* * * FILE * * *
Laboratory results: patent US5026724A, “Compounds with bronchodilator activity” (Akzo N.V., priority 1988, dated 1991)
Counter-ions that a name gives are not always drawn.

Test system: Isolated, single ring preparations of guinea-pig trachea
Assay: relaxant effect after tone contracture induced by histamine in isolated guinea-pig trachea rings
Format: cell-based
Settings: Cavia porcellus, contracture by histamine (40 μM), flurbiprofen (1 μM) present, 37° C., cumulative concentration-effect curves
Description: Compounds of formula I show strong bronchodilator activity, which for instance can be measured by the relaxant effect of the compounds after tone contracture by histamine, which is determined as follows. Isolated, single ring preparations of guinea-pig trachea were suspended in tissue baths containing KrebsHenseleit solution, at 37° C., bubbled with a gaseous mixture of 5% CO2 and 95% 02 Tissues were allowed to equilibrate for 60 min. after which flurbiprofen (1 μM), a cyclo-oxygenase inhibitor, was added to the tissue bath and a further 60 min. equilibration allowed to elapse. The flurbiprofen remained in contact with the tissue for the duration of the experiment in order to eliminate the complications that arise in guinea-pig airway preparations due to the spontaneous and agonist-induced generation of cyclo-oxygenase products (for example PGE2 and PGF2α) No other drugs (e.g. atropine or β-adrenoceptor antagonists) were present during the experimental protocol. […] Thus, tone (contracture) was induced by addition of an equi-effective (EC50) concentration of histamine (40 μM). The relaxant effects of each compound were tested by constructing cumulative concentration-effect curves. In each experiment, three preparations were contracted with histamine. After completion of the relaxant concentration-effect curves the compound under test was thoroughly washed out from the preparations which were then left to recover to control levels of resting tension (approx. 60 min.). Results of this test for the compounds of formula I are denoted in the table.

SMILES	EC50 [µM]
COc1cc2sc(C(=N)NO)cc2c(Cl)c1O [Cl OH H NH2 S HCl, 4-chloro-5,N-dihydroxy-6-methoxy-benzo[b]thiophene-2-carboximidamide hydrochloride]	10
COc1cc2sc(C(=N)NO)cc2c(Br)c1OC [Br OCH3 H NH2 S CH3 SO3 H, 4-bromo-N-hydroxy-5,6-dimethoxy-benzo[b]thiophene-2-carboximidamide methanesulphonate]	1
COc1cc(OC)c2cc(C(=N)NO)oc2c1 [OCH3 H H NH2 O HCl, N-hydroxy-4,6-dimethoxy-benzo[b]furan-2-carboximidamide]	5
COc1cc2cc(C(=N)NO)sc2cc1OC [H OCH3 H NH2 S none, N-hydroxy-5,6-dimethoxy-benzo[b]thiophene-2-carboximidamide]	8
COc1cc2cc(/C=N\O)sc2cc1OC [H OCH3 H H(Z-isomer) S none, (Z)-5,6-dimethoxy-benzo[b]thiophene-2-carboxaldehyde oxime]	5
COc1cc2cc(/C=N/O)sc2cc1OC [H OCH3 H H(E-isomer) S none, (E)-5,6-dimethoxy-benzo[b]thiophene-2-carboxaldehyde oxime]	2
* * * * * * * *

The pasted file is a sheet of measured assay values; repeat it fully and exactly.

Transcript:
Laboratory results: patent US5026724A, “Compounds with bronchodilator activity” (Akzo N.V., priority 1988, dated 1991)
Counter-ions that a name gives are not always drawn.

Test system: Isolated, single ring preparations of guinea-pig trachea
Assay: relaxant effect after tone contracture induced by histamine in isolated guinea-pig trachea rings
Format: cell-based
Settings: Cavia porcellus, contracture by histamine (40 μM), flurbiprofen (1 μM) present, 37° C., cumulative concentration-effect curves
Description: Compounds of formula I show strong bronchodilator activity, which for instance can be measured by the relaxant effect of the compounds after tone contracture by histamine, which is determined as follows. Isolated, single ring preparations of guinea-pig trachea were suspended in tissue baths containing KrebsHenseleit solution, at 37° C., bubbled with a gaseous mixture of 5% CO2 and 95% 02 Tissues were allowed to equilibrate for 60 min. after which flurbiprofen (1 μM), a cyclo-oxygenase inhibitor, was added to the tissue bath and a further 60 min. equilibration allowed to elapse. The flurbiprofen remained in contact with the tissue for the duration of the experiment in order to eliminate the complications that arise in guinea-pig airway preparations due to the spontaneous and agonist-induced generation of cyclo-oxygenase products (for example PGE2 and PGF2α) No other drugs (e.g. atropine or β-adrenoceptor antagonists) were present during the experimental protocol. […] Thus, tone (contracture) was induced by addition of an equi-effective (EC50) concentration of histamine (40 μM). The relaxant effects of each compound were tested by constructing cumulative concentration-effect curves. In each experiment, three preparations were contracted with histamine. After completion of the relaxant concentration-effect curves the compound under test was thoroughly washed out from the preparations which were then left to recover to control levels of resting tension (approx. 60 min.). Results of this test for the compounds of formula I are denoted in the table.

SMILES	EC50 [µM]
COc1cc2sc(C(=N)NO)cc2c(Cl)c1O [Cl OH H NH2 S HCl, 4-chloro-5,N-dihydroxy-6-methoxy-benzo[b]thiophene-2-carboximidamide hydrochloride]	10
COc1cc2sc(C(=N)NO)cc2c(Br)c1OC [Br OCH3 H NH2 S CH3 SO3 H, 4-bromo-N-hydroxy-5,6-dimethoxy-benzo[b]thiophene-2-carboximidamide methanesulphonate]	1
COc1cc(OC)c2cc(C(=N)NO)oc2c1 [OCH3 H H NH2 O HCl, N-hydroxy-4,6-dimethoxy-benzo[b]furan-2-carboximidamide]	5
COc1cc2cc(C(=N)NO)sc2cc1OC [H OCH3 H NH2 S none, N-hydroxy-5,6-dimethoxy-benzo[b]thiophene-2-carboximidamide]	8
COc1cc2cc(/C=N\O)sc2cc1OC [H OCH3 H H(Z-isomer) S none, (Z)-5,6-dimethoxy-benzo[b]thiophene-2-carboxaldehyde oxime]	5
COc1cc2cc(/C=N/O)sc2cc1OC [H OCH3 H H(E-isomer) S none, (E)-5,6-dimethoxy-benzo[b]thiophene-2-carboxaldehyde oxime]	2